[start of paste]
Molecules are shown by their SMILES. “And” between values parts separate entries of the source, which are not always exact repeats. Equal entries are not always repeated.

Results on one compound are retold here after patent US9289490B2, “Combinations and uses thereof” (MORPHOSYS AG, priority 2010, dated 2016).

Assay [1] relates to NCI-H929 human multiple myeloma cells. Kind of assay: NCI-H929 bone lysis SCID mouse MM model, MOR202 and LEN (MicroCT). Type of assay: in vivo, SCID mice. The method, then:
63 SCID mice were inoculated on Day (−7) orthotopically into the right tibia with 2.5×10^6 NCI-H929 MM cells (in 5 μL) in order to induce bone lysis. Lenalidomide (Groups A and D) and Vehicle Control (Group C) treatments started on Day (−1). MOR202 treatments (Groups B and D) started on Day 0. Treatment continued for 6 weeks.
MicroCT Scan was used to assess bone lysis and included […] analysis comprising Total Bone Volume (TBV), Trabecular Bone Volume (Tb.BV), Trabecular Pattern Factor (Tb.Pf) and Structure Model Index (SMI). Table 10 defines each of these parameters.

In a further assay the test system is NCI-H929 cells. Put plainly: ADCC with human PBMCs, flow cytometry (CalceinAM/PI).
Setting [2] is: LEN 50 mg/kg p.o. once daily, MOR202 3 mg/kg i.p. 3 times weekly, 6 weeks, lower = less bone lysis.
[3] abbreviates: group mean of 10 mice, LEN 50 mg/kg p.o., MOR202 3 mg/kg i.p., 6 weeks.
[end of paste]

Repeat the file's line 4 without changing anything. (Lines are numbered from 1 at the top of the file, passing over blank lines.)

63 SCID mice were inoculated on Day (−7) orthotopically into the right tibia with 2.5×10^6 NCI-H929 MM cells (in 5 μL) in order to induce bone lysis. Lenalidomide (Groups A and D) and Vehicle Control (Group C) treatments started on Day (−1). MOR202 treatments (Groups B and D) started on Day 0. Treatment continued for 6 weeks.